When watering, you want to start in the middle first. After allowing the roots to breathe, continue watering the edges of the container too. This way the root ball also transports nutrients residing in the top of the medium down to the root system below.
This results in the correct amount of water minus the hassle of possible puddles. This is especially beneficial to avoid fungal pathogens that lead to root rot, which are often caused by excess water.
Besides creating holes at the bottom of your containers allowing the water to escape from, the containers should be lifted slightly off the ground, allowing the water to drain and plants won’t be left in puddles of moldy water.
Why the right pH value is key
When growing in soil, the pH range of your water should ideally have a pH value of between 5.8 and 6.5
To test your water pH, you can a measuring stick or some pH measuring drops. If the pH is too high or too low, you need to adjust this. Using a few drops of pH up or pH down to reach the right level. This is especially important if you’re using tap water which generally has a higher pH.
If you do not have this ready-made formula at hand, don’t worry! There are other ways to get the desired ph level.
Lemon juice has high acidity and a pH between 2.0 and 3.0, so when you add a few drops to your water, this will certainly lower the pH. Appy, as needed until achieving the result you want.
Baking soda does exactly the opposite. This multifunctional substance, also known as sodium bicarbonate, is naturally alkaline and has a pH of 8. When adding baking soda to your water, you will raise both the pH value as well as the alkalinity.
A word of advice: If you’re adding cannabis nutrients to your water, measure your pH after each feed. This will provide you accurate information for future growths (make sure to add this data to your growth diary). And on top of that, it will tell you if you need to increase nutrition or modify the next dosage.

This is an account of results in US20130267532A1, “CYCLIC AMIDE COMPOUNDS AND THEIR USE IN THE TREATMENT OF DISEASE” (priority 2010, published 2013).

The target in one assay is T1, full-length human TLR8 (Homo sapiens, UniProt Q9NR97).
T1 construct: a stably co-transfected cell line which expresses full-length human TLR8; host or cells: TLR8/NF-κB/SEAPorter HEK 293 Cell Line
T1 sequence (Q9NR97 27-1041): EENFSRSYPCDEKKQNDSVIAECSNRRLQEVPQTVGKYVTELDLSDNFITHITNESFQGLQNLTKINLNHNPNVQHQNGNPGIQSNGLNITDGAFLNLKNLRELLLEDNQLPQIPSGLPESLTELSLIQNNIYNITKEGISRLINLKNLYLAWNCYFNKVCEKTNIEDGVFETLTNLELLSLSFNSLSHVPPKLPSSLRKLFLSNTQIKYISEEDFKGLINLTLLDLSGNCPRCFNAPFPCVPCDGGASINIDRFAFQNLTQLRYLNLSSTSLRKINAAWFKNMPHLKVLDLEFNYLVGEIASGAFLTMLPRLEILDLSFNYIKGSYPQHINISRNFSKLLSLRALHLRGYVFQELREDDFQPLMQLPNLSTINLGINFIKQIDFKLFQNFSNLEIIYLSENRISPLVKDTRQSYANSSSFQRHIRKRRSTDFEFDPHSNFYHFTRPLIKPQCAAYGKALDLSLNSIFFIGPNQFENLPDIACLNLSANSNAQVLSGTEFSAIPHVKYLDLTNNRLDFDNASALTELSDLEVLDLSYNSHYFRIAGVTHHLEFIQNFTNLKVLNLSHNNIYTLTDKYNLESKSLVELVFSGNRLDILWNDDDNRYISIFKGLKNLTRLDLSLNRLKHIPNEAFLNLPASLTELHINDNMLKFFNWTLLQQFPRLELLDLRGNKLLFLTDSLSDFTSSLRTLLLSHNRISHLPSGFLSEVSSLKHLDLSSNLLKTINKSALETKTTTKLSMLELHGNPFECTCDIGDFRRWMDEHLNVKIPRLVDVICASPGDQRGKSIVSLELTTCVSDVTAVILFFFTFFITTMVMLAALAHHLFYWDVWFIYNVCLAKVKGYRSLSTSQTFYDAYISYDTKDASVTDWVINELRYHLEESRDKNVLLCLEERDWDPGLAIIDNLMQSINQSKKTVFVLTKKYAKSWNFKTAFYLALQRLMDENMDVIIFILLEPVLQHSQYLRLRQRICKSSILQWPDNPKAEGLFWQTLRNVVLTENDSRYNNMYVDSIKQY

Watering weed in a nutshell
Well, sorry for this lengthy narrative, there is just so much to tell!
After going through the various different types of water you can use when growing cannabis, including some you may not have thought of, the best water for growing plants is clearly reverse osmosis or distilled water. These two types of water can guarantee that your plants aren’t getting any toxic minerals or anything they shouldn’t get unless you’re adding it to the water.
Make sure your soil never completely dries out and always, always check your PH values before watering weed. Hopefully, you will never feel like a fish out of water again when it’s time to water your marijuana plants 😉
How to water and flush marijuana plants
Like all plants, cannabis requires water in order to perform its basic functions. Water helps plants absorb nutrients from the soil and then moves up the plant and into the leaves, and without it, the plant can’t survive. But giving a marijuana plant the proper amount of water may be more difficult than you think.
There isn’t an exact science for watering a weed plant. You can’t observe the roots in most cases to see if they need water. Also, a plant is constantly growing and the climate it’s in will fluctuate, so the amount of water it needs constantly changes.
Here are some tried-and-true tips to keep your weed plants healthy and properly hydrated.
How often should you water marijuana plants?
A common mistake first-time growers make is to overwater marijuana plants. A cycle of wet and dry is healthy and necessary for the roots of a plant to grow out and reach deeper into the soil.
Additionally, roots pull in oxygen as soil dries and when soil is too wet, the plant can’t pull in oxygen efficiently and essentially can’t breathe.
Below are general estimates and are meant to give growers a rough sense of frequency of waterings; if a plant needs water and it falls outside of these ranges, water it.
|Plant stage||Water every # of days|
How to tell if a cannabis plant needs watering